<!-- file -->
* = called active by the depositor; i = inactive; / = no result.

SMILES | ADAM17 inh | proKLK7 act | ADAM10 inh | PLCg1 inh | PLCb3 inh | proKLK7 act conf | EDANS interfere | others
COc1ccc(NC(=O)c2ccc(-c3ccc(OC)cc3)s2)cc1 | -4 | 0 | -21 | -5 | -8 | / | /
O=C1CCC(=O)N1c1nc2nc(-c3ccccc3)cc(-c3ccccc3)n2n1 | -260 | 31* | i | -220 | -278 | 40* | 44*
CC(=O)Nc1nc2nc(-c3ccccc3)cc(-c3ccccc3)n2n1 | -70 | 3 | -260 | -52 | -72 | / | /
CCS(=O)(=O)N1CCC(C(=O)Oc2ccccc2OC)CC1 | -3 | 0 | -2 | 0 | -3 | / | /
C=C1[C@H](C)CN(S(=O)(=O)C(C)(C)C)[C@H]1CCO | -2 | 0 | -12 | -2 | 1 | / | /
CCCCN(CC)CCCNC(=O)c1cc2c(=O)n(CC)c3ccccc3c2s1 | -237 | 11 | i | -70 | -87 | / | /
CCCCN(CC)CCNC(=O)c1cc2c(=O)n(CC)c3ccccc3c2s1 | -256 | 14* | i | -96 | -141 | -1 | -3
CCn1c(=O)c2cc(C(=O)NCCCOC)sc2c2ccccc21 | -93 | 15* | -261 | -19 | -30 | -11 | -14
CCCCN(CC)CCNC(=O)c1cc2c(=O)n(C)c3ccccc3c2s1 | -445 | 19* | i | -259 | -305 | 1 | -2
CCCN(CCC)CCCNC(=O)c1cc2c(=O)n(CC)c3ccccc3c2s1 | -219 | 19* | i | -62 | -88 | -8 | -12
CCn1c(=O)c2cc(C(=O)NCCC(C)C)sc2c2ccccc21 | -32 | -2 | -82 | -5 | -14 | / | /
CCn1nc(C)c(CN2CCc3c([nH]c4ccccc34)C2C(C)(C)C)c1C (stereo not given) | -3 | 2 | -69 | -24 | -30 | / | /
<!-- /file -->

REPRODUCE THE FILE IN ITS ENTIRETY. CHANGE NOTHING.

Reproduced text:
* = called active by the depositor; i = inactive; / = no result.

SMILES | ADAM17 inh | proKLK7 act | ADAM10 inh | PLCg1 inh | PLCb3 inh | proKLK7 act conf | EDANS interfere | others
COc1ccc(NC(=O)c2ccc(-c3ccc(OC)cc3)s2)cc1 | -4 | 0 | -21 | -5 | -8 | / | /
O=C1CCC(=O)N1c1nc2nc(-c3ccccc3)cc(-c3ccccc3)n2n1 | -260 | 31* | i | -220 | -278 | 40* | 44*
CC(=O)Nc1nc2nc(-c3ccccc3)cc(-c3ccccc3)n2n1 | -70 | 3 | -260 | -52 | -72 | / | /
CCS(=O)(=O)N1CCC(C(=O)Oc2ccccc2OC)CC1 | -3 | 0 | -2 | 0 | -3 | / | /
C=C1[C@H](C)CN(S(=O)(=O)C(C)(C)C)[C@H]1CCO | -2 | 0 | -12 | -2 | 1 | / | /
CCCCN(CC)CCCNC(=O)c1cc2c(=O)n(CC)c3ccccc3c2s1 | -237 | 11 | i | -70 | -87 | / | /
CCCCN(CC)CCNC(=O)c1cc2c(=O)n(CC)c3ccccc3c2s1 | -256 | 14* | i | -96 | -141 | -1 | -3
CCn1c(=O)c2cc(C(=O)NCCCOC)sc2c2ccccc21 | -93 | 15* | -261 | -19 | -30 | -11 | -14
CCCCN(CC)CCNC(=O)c1cc2c(=O)n(C)c3ccccc3c2s1 | -445 | 19* | i | -259 | -305 | 1 | -2
CCCN(CCC)CCCNC(=O)c1cc2c(=O)n(CC)c3ccccc3c2s1 | -219 | 19* | i | -62 | -88 | -8 | -12
CCn1c(=O)c2cc(C(=O)NCCC(C)C)sc2c2ccccc21 | -32 | -2 | -82 | -5 | -14 | / | /
CCn1nc(C)c(CN2CCc3c([nH]c4ccccc34)C2C(C)(C)C)c1C (stereo not given) | -3 | 2 | -69 | -24 | -30 | / | /